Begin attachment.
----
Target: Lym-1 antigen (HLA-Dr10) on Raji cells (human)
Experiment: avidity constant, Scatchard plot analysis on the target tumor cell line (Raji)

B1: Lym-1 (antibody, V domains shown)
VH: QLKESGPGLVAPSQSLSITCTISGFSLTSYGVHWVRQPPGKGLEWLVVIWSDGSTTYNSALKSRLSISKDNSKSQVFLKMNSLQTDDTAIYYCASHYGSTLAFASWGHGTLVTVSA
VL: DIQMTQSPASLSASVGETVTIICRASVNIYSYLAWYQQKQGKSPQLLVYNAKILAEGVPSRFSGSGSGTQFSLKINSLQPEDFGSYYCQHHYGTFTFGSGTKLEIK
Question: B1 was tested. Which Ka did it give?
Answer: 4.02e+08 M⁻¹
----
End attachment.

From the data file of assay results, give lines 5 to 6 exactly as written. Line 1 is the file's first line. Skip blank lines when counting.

VL: DIQMTQSPASLSASVGETVTIICRASVNIYSYLAWYQQKQGKSPQLLVYNAKILAEGVPSRFSGSGSGTQFSLKINSLQPEDFGSYYCQHHYGTFTFGSGTKLEIK
Question: B1 was tested. Which Ka did it give?